Another Man\'s Song


In the novel, To Kill a Mockingbird, Harper Lee addresses many controversial issues. Such issues as, racism, discrimination,
and social class are explored. During the 1950\'s in the small county of Maycomb, the mentality of most southern people
reflected that of the nation. Most of the people were racist and discriminatory. In the novel, these ideas are explored by a
young girl, Scout. The readers see the events that occur through her eyes. In the book, Scout\'s father, Atticus, tells Scout and
Jem, "I\'d rather you shoot at tin cans in the backyard, but I know you\'ll go after birds. Shoot all the bluejays you want, if you
can hit\'em, but remember its a sin to kill a mockingbird." (pg. 69) The mockingbird is a symbol for two of the characters in the
novel: Tom Robinson and Boo Radley. The mockingbird symbolizes these two characters because it does not have its own
song. Whereas, the blue jay is loud and obnoxious, the mockingbird only sings other birds\' songs. Because the mockingbird
does not sing its own song, we characterize it only by what the other birds sing. Hence, we see the mockingbird through the
other birds. In the novel, the people of Maycomb only know Boo Radley and Tom Robinson by what others say about them.
Both of these characters do not really have their own "song" in a sense, and therefore, are characterized by other people\'s
viewpoints.

Throughout the novel, Scout, Jem, and Dill are curious about the "mysterious" Boo Radley because he never comes outside of
his house or associates with anyone in the neighborhood. The children are, in fact, afraid of him because of all the stories they
hear about him from the people in Maycomb. For example, Miss Stephanie tells the children that while Boo was sitting in the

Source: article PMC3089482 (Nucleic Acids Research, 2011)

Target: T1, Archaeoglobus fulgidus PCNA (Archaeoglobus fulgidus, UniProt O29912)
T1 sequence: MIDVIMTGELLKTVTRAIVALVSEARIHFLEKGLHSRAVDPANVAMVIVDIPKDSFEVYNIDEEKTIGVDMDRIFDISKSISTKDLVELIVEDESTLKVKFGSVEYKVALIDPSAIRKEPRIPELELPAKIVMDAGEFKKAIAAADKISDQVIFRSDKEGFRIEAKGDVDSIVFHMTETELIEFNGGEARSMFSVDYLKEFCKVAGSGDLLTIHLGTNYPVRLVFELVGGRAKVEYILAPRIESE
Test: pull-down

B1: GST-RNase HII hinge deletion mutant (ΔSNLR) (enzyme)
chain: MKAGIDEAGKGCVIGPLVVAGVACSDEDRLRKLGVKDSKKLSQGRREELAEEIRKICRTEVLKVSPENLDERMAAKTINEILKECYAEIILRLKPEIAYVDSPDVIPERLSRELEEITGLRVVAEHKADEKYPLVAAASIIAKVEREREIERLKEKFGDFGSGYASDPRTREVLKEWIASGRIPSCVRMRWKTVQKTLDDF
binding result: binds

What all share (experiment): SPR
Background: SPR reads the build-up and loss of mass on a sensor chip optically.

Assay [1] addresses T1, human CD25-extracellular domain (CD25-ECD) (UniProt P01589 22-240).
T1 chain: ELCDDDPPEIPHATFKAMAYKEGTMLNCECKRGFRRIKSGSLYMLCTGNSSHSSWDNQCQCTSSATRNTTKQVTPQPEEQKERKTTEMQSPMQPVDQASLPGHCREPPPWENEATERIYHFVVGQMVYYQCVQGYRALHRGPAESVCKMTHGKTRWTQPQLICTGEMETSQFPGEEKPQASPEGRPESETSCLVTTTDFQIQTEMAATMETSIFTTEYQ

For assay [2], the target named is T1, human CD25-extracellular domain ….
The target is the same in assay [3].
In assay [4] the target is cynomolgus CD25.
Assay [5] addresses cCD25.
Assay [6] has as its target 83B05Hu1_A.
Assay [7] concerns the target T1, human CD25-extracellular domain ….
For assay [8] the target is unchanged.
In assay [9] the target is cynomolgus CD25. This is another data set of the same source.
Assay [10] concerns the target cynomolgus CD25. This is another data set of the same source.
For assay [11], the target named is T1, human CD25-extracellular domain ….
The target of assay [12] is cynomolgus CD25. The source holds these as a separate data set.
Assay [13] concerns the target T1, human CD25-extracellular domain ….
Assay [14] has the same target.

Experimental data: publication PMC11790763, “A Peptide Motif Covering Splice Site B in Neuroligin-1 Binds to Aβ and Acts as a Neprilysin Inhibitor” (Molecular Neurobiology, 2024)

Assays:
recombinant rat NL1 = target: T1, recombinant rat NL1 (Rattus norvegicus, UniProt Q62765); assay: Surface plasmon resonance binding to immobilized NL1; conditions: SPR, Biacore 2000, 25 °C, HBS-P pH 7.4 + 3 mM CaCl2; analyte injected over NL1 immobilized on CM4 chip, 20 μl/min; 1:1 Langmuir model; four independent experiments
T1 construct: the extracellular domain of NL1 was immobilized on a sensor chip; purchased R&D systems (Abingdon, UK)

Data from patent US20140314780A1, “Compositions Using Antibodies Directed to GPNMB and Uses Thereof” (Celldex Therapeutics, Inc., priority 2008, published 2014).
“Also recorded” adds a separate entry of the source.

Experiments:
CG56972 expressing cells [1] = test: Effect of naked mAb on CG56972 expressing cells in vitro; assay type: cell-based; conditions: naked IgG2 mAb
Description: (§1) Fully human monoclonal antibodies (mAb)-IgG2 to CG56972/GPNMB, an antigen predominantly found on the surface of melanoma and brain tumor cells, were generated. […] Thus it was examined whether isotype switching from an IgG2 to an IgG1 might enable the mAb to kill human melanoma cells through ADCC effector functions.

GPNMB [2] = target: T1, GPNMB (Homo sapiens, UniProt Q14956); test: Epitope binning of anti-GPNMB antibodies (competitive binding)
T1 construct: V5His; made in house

living room cutting a magazine, he "drove the scissors into his parent\'s leg, pulled them out, wiped them on his pants, and
resumed his activities." (pg. 11) After hearing stories like these, the children consider him to be evil. Gradually they assume
more about Boo because he never plays outside or with anyone, and therefore, the children are not convinced otherwise. Boo
Radley becomes a game for the children; over the summers they act out "Boo Radley scenarios" that they believed to be true.
Over time they create new parts to the story: they even include Mrs. Radley into the story and portrays her as a poor woman,
who after she married Mr. Radley, "lost her teeth, her hair, and her right forefinger." (pg. 39) These stories are based on the
gossip that trail through their neighborhood. In realty, no one knew anything about Boo Radley; he stayed inside of his house
and remained reclusive in Maycomb county. At the end of the book, Scout finally meets Boo Radley after he helps her and
Jem escape Mr. Ewell. She finds that her beliefs about him are not true. Essentially, she finds the songs that the neighbors were
"putting into his mouth" were not true. In the book, Boo Radley is a micro version of Tom Robinson. Boo is the outcast of the
neighborhood, but at the time, Tom Robinson was the outcast of the society.


The novel centers around the trial of Tom Robinson. To the people of Maycomb county, Tom Robinson is just a "sorry
nigger," who committed an unthinkable crime. In the novel, Tom represents the black race in American society. He is a victim
of racism, which was the major controversy in our culture at the time. Like Boo Radley, Tom Robinson is characterized by
what the people of Maycomb county say about him. After being accused of rape, most of the people see him as an evil beast.
During the trial while Bob Ewell testifies, he points to Tom Robinson and says, "I seen that black nigger yonder ruttin\' on my
Mayella." (pg. 173) According to Mr. Ewell, Tom Robinson is an animal who tormented and violated his daughter.
Throughout the trial, Tom Robinson is portrayed in this manner because of the racist mentality of the people in Maycomb.
Even though there is a sufficient amount of proof which shows he did not commit the crime, Tom is a black man who will be
denied justice. Atticus reinforces this idea when he tells Jem, "in our courts, when it\'s a white man\'s word against a black
man\'s, the white man always wins."